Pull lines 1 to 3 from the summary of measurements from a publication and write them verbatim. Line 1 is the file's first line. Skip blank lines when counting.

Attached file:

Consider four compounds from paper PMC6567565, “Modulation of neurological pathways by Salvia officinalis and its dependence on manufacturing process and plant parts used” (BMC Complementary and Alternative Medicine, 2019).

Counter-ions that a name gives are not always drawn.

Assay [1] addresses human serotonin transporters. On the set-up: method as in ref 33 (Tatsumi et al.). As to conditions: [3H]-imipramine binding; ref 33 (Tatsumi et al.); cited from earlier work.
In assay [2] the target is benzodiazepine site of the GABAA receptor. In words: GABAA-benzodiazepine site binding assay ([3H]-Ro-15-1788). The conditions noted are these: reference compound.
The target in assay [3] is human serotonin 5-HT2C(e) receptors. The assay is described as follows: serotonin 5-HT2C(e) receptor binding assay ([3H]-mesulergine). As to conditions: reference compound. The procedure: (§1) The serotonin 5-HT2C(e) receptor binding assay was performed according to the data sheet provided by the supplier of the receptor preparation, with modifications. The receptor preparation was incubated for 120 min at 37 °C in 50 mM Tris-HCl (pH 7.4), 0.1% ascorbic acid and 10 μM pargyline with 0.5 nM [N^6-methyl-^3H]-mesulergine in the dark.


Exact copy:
Consider four compounds from paper PMC6567565, “Modulation of neurological pathways by Salvia officinalis and its dependence on manufacturing process and plant parts used” (BMC Complementary and Alternative Medicine, 2019).

Counter-ions that a name gives are not always drawn.

Assay [1] addresses human serotonin transporters. On the set-up: method as in ref 33 (Tatsumi et al.). As to conditions: [3H]-imipramine binding; ref 33 (Tatsumi et al.); cited from earlier work.